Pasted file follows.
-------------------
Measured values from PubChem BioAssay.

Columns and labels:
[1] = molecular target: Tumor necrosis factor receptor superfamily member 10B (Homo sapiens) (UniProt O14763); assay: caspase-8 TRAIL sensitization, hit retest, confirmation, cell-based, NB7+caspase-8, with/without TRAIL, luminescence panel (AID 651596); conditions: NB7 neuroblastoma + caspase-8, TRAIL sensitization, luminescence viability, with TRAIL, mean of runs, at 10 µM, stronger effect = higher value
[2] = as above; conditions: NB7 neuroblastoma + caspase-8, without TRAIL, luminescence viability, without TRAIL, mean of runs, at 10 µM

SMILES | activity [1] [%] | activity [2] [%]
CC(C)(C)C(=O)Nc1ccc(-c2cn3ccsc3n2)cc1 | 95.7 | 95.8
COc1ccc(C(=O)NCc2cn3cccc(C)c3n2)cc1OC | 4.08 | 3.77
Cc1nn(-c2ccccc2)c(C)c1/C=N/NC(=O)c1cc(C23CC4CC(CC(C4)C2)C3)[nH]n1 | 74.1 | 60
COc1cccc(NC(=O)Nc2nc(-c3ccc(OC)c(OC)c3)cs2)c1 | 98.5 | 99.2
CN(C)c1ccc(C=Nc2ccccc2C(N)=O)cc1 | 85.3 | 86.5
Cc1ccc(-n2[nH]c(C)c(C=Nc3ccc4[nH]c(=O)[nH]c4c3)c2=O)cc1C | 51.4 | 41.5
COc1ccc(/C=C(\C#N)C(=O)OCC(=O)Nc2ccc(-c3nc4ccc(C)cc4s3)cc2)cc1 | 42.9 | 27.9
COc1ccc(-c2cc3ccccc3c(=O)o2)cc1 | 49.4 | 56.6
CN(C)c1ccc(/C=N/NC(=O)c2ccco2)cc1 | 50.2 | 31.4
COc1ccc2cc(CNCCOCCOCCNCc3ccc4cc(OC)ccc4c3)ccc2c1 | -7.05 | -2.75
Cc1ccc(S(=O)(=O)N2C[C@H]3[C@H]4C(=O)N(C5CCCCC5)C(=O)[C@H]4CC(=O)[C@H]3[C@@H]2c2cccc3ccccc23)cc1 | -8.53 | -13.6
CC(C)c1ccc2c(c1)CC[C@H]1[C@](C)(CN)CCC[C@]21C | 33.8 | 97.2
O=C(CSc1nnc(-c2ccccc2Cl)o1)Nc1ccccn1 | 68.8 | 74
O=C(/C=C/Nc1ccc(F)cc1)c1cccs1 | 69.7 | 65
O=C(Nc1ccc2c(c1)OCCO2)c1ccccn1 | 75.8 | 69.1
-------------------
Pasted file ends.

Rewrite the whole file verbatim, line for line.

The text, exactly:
Measured values from PubChem BioAssay.

Columns and labels:
[1] = molecular target: Tumor necrosis factor receptor superfamily member 10B (Homo sapiens) (UniProt O14763); assay: caspase-8 TRAIL sensitization, hit retest, confirmation, cell-based, NB7+caspase-8, with/without TRAIL, luminescence panel (AID 651596); conditions: NB7 neuroblastoma + caspase-8, TRAIL sensitization, luminescence viability, with TRAIL, mean of runs, at 10 µM, stronger effect = higher value
[2] = as above; conditions: NB7 neuroblastoma + caspase-8, without TRAIL, luminescence viability, without TRAIL, mean of runs, at 10 µM

SMILES | activity [1] [%] | activity [2] [%]
CC(C)(C)C(=O)Nc1ccc(-c2cn3ccsc3n2)cc1 | 95.7 | 95.8
COc1ccc(C(=O)NCc2cn3cccc(C)c3n2)cc1OC | 4.08 | 3.77
Cc1nn(-c2ccccc2)c(C)c1/C=N/NC(=O)c1cc(C23CC4CC(CC(C4)C2)C3)[nH]n1 | 74.1 | 60
COc1cccc(NC(=O)Nc2nc(-c3ccc(OC)c(OC)c3)cs2)c1 | 98.5 | 99.2
CN(C)c1ccc(C=Nc2ccccc2C(N)=O)cc1 | 85.3 | 86.5
Cc1ccc(-n2[nH]c(C)c(C=Nc3ccc4[nH]c(=O)[nH]c4c3)c2=O)cc1C | 51.4 | 41.5
COc1ccc(/C=C(\C#N)C(=O)OCC(=O)Nc2ccc(-c3nc4ccc(C)cc4s3)cc2)cc1 | 42.9 | 27.9
COc1ccc(-c2cc3ccccc3c(=O)o2)cc1 | 49.4 | 56.6
CN(C)c1ccc(/C=N/NC(=O)c2ccco2)cc1 | 50.2 | 31.4
COc1ccc2cc(CNCCOCCOCCNCc3ccc4cc(OC)ccc4c3)ccc2c1 | -7.05 | -2.75
Cc1ccc(S(=O)(=O)N2C[C@H]3[C@H]4C(=O)N(C5CCCCC5)C(=O)[C@H]4CC(=O)[C@H]3[C@@H]2c2cccc3ccccc23)cc1 | -8.53 | -13.6
CC(C)c1ccc2c(c1)CC[C@H]1[C@](C)(CN)CCC[C@]21C | 33.8 | 97.2
O=C(CSc1nnc(-c2ccccc2Cl)o1)Nc1ccccn1 | 68.8 | 74
O=C(/C=C/Nc1ccc(F)cc1)c1cccs1 | 69.7 | 65
O=C(Nc1ccc2c(c1)OCCO2)c1ccccn1 | 75.8 | 69.1